Hot Tip: Group the places you want to go to by the ARR they are found in so you’re not ping-ponging around the entire city. Walking from the Invalides metro station across Pont Alexander and then on to the Champs Elysées in the late afternoon gives you some beautiful views of the Eiffel Tower and all the luxury accommodation is made even more lovely by the pink and golden light.
2. Navigation/Public Transport
When you arrive, you’ll want to get yourself the metro map from any of the underground stations … or you can find it online and familiarise yourself with how you’ll be getting from the airport into the city before you get there. I highly recommend the ‘Here We go’ app for all travellers; you don’t need wifi or data to load walking directions, and the public transport directions are so easy to follow (just preload when you have wifi). Also, if you are staying for a week you may want to get yourself a Navigo ‘week’ pass for the transport, otherwise just purchase a booklet of 10 tickets from a machine and save yourself a few euros. In terms of signage, make sure you know the number, colour and name of the metro line you need to get to as these are the symbols used.
Last but not least, when riding the metro don’t stand in the doorway if it’s not your stop. You will get pushed and caught in the outbound and inbound flow of people. Which reminds me, keep all your belongings in a bag that can be properly closed and keep a hand on the zipper/flap while in transit … pick-pockets are opportunistic and clueless, distracted tourists are a favourite.
A note on Chateau de Versailles:
This is definitely a must-do, however it is not located in Paris but about an hour train ride outside of it so dedicate at least half a day for this activity. It’s also notoriously busy so get there half an hour before opening so you can be one of the first ones inside and not have your view (and photos) of each room blocked by hundreds of people. The gardens are ridiculously beautiful (and about 2kms long) and many locals go there to picnic when the weather is nice. On that note, pack a picnic for lunch because the food options in the grounds are limited and pricey plus you’ll be able to enjoy more of the grounds by finding a perfect place to inhale your baguette and cheese.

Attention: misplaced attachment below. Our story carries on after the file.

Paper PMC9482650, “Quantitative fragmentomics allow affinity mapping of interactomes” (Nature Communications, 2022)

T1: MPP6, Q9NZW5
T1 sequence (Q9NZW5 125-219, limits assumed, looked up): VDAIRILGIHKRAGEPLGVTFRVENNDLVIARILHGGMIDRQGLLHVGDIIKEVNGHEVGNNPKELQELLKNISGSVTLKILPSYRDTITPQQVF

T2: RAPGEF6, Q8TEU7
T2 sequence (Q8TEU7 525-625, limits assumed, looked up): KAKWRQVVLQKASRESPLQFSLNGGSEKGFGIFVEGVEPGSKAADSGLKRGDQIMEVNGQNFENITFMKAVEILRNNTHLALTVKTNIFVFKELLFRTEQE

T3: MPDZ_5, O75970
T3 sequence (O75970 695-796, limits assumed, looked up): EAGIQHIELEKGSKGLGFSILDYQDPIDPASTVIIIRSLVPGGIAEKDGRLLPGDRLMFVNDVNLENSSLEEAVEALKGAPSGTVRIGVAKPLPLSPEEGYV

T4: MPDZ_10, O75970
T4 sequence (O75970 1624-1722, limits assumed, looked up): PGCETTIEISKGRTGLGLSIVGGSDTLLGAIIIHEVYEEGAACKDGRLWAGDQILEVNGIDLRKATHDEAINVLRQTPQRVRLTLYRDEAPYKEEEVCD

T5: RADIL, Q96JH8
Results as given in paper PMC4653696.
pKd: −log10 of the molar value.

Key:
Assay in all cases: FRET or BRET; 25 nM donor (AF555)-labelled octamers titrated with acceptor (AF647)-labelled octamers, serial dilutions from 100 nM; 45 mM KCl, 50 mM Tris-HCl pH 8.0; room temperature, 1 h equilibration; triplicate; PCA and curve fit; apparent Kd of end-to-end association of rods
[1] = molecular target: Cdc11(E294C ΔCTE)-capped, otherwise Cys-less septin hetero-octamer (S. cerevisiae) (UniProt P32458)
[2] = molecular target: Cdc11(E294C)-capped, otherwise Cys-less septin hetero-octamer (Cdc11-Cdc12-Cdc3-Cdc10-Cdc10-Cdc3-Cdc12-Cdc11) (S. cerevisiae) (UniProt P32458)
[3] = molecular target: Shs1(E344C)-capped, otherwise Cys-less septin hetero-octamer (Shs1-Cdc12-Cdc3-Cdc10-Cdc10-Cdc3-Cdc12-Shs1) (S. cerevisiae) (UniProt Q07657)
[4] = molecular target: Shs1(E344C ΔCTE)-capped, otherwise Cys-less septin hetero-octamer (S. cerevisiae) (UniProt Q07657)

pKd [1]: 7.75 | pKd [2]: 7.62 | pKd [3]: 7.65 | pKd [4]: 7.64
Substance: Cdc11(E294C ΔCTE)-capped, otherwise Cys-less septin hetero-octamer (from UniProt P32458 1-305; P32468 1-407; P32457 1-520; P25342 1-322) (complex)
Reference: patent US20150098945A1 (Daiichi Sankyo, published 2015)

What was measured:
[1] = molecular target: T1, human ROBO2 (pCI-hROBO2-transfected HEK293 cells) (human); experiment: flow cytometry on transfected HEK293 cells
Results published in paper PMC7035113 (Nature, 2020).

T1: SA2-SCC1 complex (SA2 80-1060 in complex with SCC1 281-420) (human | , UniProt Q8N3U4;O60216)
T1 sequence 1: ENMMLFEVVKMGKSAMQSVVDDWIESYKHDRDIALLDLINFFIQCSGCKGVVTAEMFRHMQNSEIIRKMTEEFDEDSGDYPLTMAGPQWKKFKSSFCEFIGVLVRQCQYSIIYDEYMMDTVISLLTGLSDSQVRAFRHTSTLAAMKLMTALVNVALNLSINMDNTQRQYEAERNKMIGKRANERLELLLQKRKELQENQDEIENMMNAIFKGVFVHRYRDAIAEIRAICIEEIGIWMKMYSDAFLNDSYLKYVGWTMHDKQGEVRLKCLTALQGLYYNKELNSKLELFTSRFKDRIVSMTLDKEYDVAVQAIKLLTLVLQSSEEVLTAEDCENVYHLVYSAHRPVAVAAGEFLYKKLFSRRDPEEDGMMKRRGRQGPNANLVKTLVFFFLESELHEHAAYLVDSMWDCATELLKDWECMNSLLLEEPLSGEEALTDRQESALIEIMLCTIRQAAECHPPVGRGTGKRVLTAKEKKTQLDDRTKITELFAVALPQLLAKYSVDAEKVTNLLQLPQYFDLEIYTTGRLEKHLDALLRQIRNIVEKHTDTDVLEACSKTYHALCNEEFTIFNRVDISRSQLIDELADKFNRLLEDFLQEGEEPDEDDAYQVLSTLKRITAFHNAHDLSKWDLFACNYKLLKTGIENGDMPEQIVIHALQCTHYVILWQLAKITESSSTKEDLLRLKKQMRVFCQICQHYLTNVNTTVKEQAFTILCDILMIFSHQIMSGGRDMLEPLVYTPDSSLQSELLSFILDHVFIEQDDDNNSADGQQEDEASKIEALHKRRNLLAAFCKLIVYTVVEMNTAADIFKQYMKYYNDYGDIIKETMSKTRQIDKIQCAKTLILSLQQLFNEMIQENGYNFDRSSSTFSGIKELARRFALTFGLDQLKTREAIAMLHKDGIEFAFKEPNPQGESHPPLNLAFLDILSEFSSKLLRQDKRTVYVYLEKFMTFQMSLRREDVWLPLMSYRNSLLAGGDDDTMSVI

My favourite topic! For breakfast you definitely need to go with the Paris classic: a pastry, orange juice and espresso combination [plus or minus the cigarette]. If you head away from pricey tourist areas you should be able to get a petit dejeuner for around 8-10 euros, the La Royale is great spot for this. If you’re more of a ‘proper breakfast person’ check out Café Fou Fou on Rue de Oberkampf. Actually, this whole street is a café and boutique goldmine. If you want to get a real local experience and grow your appetite beforehand, the Farmers Markets at Marche Popincourt is held every Tuesday and Friday morning from 8, and its in the neighbourhood. You’ll witness vendors advertising their produce in loud French and you can pick up affordable and great quality fruit to snack on [way fresher than the supermarkets].